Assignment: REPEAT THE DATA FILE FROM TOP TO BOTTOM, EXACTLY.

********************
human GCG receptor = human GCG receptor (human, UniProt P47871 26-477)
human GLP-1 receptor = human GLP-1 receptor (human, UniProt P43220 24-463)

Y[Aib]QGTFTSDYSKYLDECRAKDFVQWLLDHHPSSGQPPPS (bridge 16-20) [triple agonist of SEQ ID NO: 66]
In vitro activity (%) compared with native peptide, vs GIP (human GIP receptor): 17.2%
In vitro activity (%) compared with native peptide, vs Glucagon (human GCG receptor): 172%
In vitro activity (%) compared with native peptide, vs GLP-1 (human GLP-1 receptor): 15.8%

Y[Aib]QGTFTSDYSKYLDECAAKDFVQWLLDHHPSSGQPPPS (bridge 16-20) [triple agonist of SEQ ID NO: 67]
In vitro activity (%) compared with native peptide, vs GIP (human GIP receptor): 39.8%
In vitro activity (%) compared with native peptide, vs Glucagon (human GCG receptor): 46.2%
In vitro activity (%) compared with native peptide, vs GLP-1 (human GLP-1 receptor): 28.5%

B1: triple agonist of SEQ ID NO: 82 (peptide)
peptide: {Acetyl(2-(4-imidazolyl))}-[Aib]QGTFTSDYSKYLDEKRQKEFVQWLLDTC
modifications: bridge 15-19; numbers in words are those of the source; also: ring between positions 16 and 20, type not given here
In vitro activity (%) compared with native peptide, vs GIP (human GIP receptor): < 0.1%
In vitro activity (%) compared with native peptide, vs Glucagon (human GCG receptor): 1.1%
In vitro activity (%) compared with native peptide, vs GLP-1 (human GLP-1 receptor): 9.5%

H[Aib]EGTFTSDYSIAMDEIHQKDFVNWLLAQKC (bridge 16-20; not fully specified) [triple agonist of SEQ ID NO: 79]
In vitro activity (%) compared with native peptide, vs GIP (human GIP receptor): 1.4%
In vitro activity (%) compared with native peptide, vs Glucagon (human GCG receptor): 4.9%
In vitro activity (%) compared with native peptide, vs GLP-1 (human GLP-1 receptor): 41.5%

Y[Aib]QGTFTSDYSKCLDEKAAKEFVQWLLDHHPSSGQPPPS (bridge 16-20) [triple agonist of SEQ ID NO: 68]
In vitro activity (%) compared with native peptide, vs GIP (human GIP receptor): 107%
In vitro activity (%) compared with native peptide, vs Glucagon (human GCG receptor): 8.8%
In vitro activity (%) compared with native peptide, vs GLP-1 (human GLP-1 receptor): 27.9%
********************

human GCG receptor = human GCG receptor (human, UniProt P47871 26-477)
human GLP-1 receptor = human GLP-1 receptor (human, UniProt P43220 24-463)

Y[Aib]QGTFTSDYSKYLDECRAKDFVQWLLDHHPSSGQPPPS (bridge 16-20) [triple agonist of SEQ ID NO: 66]
In vitro activity (%) compared with native peptide, vs GIP (human GIP receptor): 17.2%
In vitro activity (%) compared with native peptide, vs Glucagon (human GCG receptor): 172%
In vitro activity (%) compared with native peptide, vs GLP-1 (human GLP-1 receptor): 15.8%

Y[Aib]QGTFTSDYSKYLDECAAKDFVQWLLDHHPSSGQPPPS (bridge 16-20) [triple agonist of SEQ ID NO: 67]
In vitro activity (%) compared with native peptide, vs GIP (human GIP receptor): 39.8%
In vitro activity (%) compared with native peptide, vs Glucagon (human GCG receptor): 46.2%
In vitro activity (%) compared with native peptide, vs GLP-1 (human GLP-1 receptor): 28.5%

B1: triple agonist of SEQ ID NO: 82 (peptide)
peptide: {Acetyl(2-(4-imidazolyl))}-[Aib]QGTFTSDYSKYLDEKRQKEFVQWLLDTC
modifications: bridge 15-19; numbers in words are those of the source; also: ring between positions 16 and 20, type not given here
In vitro activity (%) compared with native peptide, vs GIP (human GIP receptor): < 0.1%
In vitro activity (%) compared with native peptide, vs Glucagon (human GCG receptor): 1.1%
In vitro activity (%) compared with native peptide, vs GLP-1 (human GLP-1 receptor): 9.5%

H[Aib]EGTFTSDYSIAMDEIHQKDFVNWLLAQKC (bridge 16-20; not fully specified) [triple agonist of SEQ ID NO: 79]
In vitro activity (%) compared with native peptide, vs GIP (human GIP receptor): 1.4%
In vitro activity (%) compared with native peptide, vs Glucagon (human GCG receptor): 4.9%
In vitro activity (%) compared with native peptide, vs GLP-1 (human GLP-1 receptor): 41.5%

Y[Aib]QGTFTSDYSKCLDEKAAKEFVQWLLDHHPSSGQPPPS (bridge 16-20) [triple agonist of SEQ ID NO: 68]
In vitro activity (%) compared with native peptide, vs GIP (human GIP receptor): 107%
In vitro activity (%) compared with native peptide, vs Glucagon (human GCG receptor): 8.8%
In vitro activity (%) compared with native peptide, vs GLP-1 (human GLP-1 receptor): 27.9%